It is therefore yet another specific object of this invention to convert a mono-styrenated PAPE macromer into an α-(ethynylbenzyl)-terminated macromer in a process comprising, brominating the vinyl end group of the vinylbenzyl residue, followed by dehydrobromination in the presence of potassium-tert-butoxide ("K-t-Bu").

The macromer with ethynyl functionality is represented as follows:

DETAILED DESCRIPTION OF PREFERRED EMBODIMENTS

In a preferred embodiment, this invention is directed to a new class of reactive monofunctionalized PAPE macromers which undergo thermal, radical, anionic, cationic or coordinative polymerizations and copolymerizations.

The physical properties of the reactive macromers are investigated through novel comb-like polymers formed by their homopolymerization; and, novel graft copolymers are formed by copolymerization of the reactive macromer with a polymerizable monomer having vinyl unsaturation, illustrated by a graft copolymer of from 10 to 30 mol equivs of butadiene to 1 mol of reactive macromer. A reactive macromer may also be used to form crosslinked copolymers. For example, a propylene fumarate polyester is cured with a monostyrenated APS to give a copolymer crosslinked by short blocks of reactive macromer. Since both chain ends of the macromer derived from a terminally halogenated monohalo-APS or monohalo-PPO are easily characterized by 1 H-and 13 C-NMR spectroscopy, the monofunctionalization of a PAPE can be followed.

Accordingly, a PAPE oligomer in which the --OH of the phenyl ("Ph") group is essentially unreactive with a leaving group on a vinyl-containing reactant, can be converted in solution to an acyl-terminated reactive macromer, typically a PPO, or APS such as a (meth)acrylyl-terminated polysulfone or polyketone macromer which is polymerizable to yield comb-like polymers and graft copolymers.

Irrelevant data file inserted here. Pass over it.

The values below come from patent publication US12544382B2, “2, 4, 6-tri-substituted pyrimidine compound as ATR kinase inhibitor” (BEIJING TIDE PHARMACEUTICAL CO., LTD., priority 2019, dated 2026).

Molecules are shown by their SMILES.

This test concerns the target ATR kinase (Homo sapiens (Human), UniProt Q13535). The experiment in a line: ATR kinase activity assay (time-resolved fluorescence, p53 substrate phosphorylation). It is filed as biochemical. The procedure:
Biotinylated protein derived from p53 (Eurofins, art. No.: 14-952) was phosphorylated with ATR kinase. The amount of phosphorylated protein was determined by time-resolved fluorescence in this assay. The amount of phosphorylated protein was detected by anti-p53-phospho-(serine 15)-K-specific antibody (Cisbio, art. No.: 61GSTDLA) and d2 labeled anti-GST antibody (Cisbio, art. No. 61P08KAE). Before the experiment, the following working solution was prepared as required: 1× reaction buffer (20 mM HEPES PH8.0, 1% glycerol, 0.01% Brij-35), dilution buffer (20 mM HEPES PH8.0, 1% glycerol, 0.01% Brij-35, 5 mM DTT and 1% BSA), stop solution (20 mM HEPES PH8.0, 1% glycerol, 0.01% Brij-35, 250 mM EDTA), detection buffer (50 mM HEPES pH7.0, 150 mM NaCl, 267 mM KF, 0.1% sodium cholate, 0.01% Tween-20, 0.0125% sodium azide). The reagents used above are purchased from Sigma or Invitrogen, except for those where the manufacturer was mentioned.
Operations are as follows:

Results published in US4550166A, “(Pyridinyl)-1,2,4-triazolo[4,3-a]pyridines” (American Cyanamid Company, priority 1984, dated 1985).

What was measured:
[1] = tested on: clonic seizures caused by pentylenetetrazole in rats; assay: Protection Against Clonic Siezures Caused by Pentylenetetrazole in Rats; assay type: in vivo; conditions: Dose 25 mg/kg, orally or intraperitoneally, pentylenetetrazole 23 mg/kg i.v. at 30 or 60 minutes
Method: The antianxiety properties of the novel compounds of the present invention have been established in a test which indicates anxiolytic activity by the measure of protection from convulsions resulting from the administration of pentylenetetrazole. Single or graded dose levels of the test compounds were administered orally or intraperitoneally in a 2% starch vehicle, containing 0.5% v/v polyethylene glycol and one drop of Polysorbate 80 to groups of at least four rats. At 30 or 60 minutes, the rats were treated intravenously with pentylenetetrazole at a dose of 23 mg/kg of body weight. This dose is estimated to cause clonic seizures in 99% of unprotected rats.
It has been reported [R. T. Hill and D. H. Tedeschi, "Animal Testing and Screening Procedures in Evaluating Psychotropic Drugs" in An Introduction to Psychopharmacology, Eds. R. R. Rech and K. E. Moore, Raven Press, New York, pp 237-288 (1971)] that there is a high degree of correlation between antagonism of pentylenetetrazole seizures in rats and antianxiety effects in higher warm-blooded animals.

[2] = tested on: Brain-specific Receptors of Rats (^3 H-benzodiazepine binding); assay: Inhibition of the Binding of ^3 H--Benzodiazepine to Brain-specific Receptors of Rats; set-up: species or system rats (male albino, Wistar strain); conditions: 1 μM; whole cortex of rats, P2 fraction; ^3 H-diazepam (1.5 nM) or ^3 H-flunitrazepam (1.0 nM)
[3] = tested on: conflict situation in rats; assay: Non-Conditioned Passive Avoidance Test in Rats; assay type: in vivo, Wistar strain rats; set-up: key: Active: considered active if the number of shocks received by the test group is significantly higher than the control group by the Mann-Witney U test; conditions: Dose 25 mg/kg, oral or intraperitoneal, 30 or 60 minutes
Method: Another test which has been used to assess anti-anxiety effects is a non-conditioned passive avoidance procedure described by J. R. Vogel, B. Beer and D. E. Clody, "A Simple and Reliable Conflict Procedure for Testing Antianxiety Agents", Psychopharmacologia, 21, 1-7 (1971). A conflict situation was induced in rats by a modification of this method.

Further, an oligomer is converted to a salt, preferably in situ, which in the presence of an effective amount of phase transfer catalyst ("PTC") sufficient to solubilize the salt in the organic phase and to essentially negate hydrolysis of the oligomer, may either (a) be etherified (modified Williamson etherification) with a haloalkyl-α,β-olefinically unsaturated reactant, or (b) be esterified with an α,β-unsaturated haloacyl reactant, each of which reactants are referred to herein as "HAR". Thus, a PTC condensation reaction has been found to be a simple, highly efficient method for the synthesis of macromers containing a vinylbenzylic ("VB") chain end.

The synthesis of a PAPE macromer in a solution reaction comprises reacting a mono-OH-terminated PAPE oligomer with an HAR such as (meth)acryloyl chloride (MC) in a solution of a halogenated hydrocarbon and in the presence of 4-N,N-dimethylaminopyridine (DMAP), triethylamine (TEA), or other organic base, which is present in an amount sufficient to catalyze the esterification and also to effectively neutralize the HCl formed during the reaction so as to permit substantially quantitative esterification.

The PTC synthesis of a reactive macromer comprises, either (a) etherifying an alkali metal salt of the PAPE, or (b) esterifying the salt, with a HAR, essentially quantitatively, in the presence of a solubilizing amount of a PTC to yield a functional head consisting of the residue of the HAR at one end of the macromer. The reactive macromer may then be reacted with conventional small monomers having vinyl unsaturation and electrophilic groups, in a known manner.

More specifically, a relatively low Mn PAPE macromer containing a styrene-type or methacrylyl residue at one end, is prepared by either (a) a PTC reaction of an alkali metal salt of the PAPE oligomer with an HAR, which reaction yields the macromer having a mol wt Mn in the range from 1000 to about 10,000, or, (b) a solution reaction with an α,β-monoolefinically unsaturated acyl chloride, either of which reactions (a) or (b) are carried out in the presence of a major molar amount, that is, more than 50 mole percent (mol %) of a PTC. The terms "mol %" and "mol equiv" are used herein based on each mole of --OH in the oligomer, unless otherwise specified.

In a specific illustration this invention provides a styryl-terminated macromer of polysulfone, polyketone, or copolymer of sulfone-ketone having from 2 to about 20 repeating units; and, in another, a metharcylyl-terminated macromer of polysulfone, or polyketone, or a copolymer of sulfone-ketone, having from 2 to about 20 repeating units.

The specific monomers from which the OH-terminated macromer of homopolymer, or of copolymer, is prepared, then functionalized, are the following: ##STR4##

In the particular instance where an OH-terminated oligomer of (III) is to be monostyrenated, the styrenated macromer is represented by the structure: ##STR5##